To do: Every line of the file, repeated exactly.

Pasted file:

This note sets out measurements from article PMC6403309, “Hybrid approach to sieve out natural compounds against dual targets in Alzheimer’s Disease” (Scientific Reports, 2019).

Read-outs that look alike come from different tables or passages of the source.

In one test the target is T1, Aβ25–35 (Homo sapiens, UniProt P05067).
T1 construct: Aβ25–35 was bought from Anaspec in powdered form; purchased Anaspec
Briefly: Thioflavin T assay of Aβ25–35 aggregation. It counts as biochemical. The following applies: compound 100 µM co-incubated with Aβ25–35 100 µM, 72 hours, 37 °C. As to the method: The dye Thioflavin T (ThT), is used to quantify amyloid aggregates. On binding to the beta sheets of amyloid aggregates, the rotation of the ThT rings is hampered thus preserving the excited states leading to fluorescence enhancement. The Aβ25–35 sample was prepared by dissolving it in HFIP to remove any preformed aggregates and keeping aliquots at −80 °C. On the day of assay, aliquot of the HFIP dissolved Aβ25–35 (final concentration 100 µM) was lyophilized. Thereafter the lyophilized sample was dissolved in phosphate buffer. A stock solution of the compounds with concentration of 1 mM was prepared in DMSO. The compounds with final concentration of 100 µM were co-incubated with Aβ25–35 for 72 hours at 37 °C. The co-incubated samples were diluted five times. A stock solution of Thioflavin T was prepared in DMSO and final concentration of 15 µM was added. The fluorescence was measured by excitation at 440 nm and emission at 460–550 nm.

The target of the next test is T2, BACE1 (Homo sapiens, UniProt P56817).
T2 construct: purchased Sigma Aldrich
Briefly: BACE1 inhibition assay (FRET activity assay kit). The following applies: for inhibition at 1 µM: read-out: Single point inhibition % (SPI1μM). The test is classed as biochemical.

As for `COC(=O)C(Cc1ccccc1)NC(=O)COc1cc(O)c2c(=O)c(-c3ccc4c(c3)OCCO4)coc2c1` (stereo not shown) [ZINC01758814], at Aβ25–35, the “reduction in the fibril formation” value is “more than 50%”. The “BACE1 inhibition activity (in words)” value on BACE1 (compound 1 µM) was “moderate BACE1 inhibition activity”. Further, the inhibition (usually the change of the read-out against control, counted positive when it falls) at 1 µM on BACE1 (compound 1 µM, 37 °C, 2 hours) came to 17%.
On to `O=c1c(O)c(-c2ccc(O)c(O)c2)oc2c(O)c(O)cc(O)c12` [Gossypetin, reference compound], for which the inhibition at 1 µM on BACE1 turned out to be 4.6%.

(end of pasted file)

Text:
This note sets out measurements from article PMC6403309, “Hybrid approach to sieve out natural compounds against dual targets in Alzheimer’s Disease” (Scientific Reports, 2019).

Read-outs that look alike come from different tables or passages of the source.

In one test the target is T1, Aβ25–35 (Homo sapiens, UniProt P05067).
T1 construct: Aβ25–35 was bought from Anaspec in powdered form; purchased Anaspec
Briefly: Thioflavin T assay of Aβ25–35 aggregation. It counts as biochemical. The following applies: compound 100 µM co-incubated with Aβ25–35 100 µM, 72 hours, 37 °C. As to the method: The dye Thioflavin T (ThT), is used to quantify amyloid aggregates. On binding to the beta sheets of amyloid aggregates, the rotation of the ThT rings is hampered thus preserving the excited states leading to fluorescence enhancement. The Aβ25–35 sample was prepared by dissolving it in HFIP to remove any preformed aggregates and keeping aliquots at −80 °C. On the day of assay, aliquot of the HFIP dissolved Aβ25–35 (final concentration 100 µM) was lyophilized. Thereafter the lyophilized sample was dissolved in phosphate buffer. A stock solution of the compounds with concentration of 1 mM was prepared in DMSO. The compounds with final concentration of 100 µM were co-incubated with Aβ25–35 for 72 hours at 37 °C. The co-incubated samples were diluted five times. A stock solution of Thioflavin T was prepared in DMSO and final concentration of 15 µM was added. The fluorescence was measured by excitation at 440 nm and emission at 460–550 nm.

The target of the next test is T2, BACE1 (Homo sapiens, UniProt P56817).
T2 construct: purchased Sigma Aldrich
Briefly: BACE1 inhibition assay (FRET activity assay kit). The following applies: for inhibition at 1 µM: read-out: Single point inhibition % (SPI1μM). The test is classed as biochemical.

As for `COC(=O)C(Cc1ccccc1)NC(=O)COc1cc(O)c2c(=O)c(-c3ccc4c(c3)OCCO4)coc2c1` (stereo not shown) [ZINC01758814], at Aβ25–35, the “reduction in the fibril formation” value is “more than 50%”. The “BACE1 inhibition activity (in words)” value on BACE1 (compound 1 µM) was “moderate BACE1 inhibition activity”. Further, the inhibition (usually the change of the read-out against control, counted positive when it falls) at 1 µM on BACE1 (compound 1 µM, 37 °C, 2 hours) came to 17%.
On to `O=c1c(O)c(-c2ccc(O)c(O)c2)oc2c(O)c(O)cc(O)c12` [Gossypetin, reference compound], for which the inhibition at 1 µM on BACE1 turned out to be 4.6%.